AI Engaged in Battle To Help Identify Fake News


Fake news is fueled in part by advances in technology — from bots that automatically fabricate headlines and entire stories to computer software that synthesizes Donald Trump’s voice and makes him read tweets to a new video editing app that makes it possible to create authentic-looking videos in which one person’s face is stitched onto another person’s body.

But technology, in the form of artificial intelligence, may also be the key to solving the fake news problem — which has rocked the American political system and led some to doubt the veracity even of reports from long-trusted media outlets.

Experts say AI systems would help fill the gaps left by Snopes, Truth or Fiction, and other online fact-checking outlets, whose human fact-checkers lack the bandwidth to evaluate every article that appears online. These systems could also work with various fake news alert plugins available from Google’s web store, such as the browser extension This is Fake, which uses a red banner to flag debunked news stories on your Facebook newsfeed.

“All of the current systems for tracking fake news are manual, and this is something we need to change as the earlier you can highlight that a story is fake, the easier it is to prevent it going viral,” says Delip Rao, founder of the San Francisco-based AI research company Joostware and organizer of the Fake News Challenge, a competition set up within the AI community to foster development of tools that can reliably spot fake content.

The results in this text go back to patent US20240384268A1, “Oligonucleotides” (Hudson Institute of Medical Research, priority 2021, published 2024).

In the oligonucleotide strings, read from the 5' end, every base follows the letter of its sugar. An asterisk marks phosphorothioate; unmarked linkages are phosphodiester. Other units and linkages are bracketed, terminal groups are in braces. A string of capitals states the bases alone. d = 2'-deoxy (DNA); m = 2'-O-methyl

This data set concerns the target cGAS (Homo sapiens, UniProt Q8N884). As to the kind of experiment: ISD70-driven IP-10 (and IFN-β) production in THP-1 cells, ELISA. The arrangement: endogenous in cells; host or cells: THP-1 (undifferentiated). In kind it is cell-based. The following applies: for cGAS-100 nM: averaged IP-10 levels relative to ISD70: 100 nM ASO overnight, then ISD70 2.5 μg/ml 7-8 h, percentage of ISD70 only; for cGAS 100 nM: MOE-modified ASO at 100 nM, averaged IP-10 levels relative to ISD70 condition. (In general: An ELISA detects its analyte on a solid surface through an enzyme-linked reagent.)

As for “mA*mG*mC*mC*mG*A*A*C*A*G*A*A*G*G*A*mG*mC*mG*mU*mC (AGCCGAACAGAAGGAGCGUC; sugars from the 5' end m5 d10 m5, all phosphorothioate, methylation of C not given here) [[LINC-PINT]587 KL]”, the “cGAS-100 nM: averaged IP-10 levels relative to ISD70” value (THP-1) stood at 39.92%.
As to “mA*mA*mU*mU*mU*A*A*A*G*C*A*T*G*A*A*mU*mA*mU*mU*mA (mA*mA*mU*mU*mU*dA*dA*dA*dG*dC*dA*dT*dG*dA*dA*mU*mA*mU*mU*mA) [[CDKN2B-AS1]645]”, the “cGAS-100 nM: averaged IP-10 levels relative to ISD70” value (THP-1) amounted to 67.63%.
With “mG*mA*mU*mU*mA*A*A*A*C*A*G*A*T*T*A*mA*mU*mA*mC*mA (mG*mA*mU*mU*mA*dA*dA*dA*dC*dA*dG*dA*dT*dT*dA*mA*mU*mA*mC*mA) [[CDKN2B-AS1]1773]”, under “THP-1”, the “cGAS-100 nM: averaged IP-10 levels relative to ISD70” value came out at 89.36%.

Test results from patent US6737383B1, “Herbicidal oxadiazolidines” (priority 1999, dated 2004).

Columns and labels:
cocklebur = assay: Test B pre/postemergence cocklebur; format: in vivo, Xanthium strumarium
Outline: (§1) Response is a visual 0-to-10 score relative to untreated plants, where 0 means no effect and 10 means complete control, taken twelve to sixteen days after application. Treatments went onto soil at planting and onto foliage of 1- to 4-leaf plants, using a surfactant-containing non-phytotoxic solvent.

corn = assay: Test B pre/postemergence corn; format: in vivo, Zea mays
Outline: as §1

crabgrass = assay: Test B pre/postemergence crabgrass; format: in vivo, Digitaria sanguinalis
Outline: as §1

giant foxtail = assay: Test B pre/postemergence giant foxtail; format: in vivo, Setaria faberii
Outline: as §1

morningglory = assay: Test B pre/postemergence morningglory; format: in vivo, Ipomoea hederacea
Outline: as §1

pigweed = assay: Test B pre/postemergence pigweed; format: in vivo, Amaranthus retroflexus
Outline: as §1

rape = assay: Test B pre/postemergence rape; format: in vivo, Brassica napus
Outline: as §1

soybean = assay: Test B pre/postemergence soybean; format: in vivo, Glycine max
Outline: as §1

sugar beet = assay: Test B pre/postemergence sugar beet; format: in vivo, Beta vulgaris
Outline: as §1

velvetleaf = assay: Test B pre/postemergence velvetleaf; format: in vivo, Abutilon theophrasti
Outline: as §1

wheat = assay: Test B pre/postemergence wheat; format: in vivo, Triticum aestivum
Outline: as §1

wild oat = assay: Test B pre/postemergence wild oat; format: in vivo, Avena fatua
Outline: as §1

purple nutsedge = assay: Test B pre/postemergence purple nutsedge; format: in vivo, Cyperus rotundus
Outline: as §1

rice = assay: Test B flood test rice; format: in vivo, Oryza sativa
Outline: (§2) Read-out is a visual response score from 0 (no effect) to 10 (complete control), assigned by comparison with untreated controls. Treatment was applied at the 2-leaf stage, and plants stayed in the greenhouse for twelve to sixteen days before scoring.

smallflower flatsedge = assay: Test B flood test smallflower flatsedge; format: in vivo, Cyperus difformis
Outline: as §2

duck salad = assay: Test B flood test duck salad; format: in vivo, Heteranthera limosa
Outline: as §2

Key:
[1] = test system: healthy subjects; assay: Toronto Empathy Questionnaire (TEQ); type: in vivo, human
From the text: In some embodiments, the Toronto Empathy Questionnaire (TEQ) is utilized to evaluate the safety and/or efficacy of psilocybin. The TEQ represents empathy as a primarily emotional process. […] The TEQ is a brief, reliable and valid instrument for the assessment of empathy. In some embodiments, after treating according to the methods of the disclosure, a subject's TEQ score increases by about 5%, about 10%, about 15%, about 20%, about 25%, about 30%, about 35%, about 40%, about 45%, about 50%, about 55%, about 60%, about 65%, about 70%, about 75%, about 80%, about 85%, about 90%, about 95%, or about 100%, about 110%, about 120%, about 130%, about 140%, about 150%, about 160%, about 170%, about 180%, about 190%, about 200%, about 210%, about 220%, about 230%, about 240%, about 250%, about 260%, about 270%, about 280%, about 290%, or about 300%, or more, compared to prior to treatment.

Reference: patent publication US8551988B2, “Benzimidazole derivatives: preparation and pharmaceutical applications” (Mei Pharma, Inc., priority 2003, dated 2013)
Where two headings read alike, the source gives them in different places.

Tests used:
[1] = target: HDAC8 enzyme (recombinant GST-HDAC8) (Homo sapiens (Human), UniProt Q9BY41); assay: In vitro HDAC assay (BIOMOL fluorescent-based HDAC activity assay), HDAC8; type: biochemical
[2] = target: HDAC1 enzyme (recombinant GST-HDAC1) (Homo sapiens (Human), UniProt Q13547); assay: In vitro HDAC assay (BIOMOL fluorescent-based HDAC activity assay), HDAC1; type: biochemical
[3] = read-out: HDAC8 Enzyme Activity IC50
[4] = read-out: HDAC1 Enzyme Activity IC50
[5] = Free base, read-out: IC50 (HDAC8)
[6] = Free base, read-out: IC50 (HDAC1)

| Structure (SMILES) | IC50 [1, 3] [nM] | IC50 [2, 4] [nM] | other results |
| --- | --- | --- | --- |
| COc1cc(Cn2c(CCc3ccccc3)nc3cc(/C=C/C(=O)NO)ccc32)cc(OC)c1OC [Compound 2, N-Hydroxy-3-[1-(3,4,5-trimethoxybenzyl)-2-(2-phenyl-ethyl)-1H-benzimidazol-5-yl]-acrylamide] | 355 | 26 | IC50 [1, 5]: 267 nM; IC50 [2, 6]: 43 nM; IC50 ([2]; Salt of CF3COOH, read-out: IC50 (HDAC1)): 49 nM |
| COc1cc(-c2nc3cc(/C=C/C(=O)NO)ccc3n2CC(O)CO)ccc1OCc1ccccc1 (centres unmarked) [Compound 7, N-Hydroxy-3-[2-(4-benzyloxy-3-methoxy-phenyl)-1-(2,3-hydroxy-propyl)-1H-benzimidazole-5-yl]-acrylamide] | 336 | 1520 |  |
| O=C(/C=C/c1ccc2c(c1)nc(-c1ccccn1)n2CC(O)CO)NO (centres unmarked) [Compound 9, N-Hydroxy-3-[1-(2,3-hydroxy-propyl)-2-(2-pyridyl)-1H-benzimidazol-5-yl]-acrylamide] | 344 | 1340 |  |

Fighting the Fakers

At last month’s World Economic Summit in Davos, Switzerland, Google and Facebook announced plans to develop AI systems that would notify users about dubious content. Google has floated the idea of a “misinformation detector” browser extension that would alert users if they land on a link deemed untrustworthy.

But while these plans have yet to be put into action, an Israeli startup company called has already begun fighting back against the fakers.

“There are reports which are predicting that within three to four years, people in advanced economies will consume more false content than true content, which is really mind-blowing,” says company founder Or Levi. “But because a lot of this content is recycled and repeated in different ways, we believe we can use AI to pinpoint trends which detect it as being fake.”

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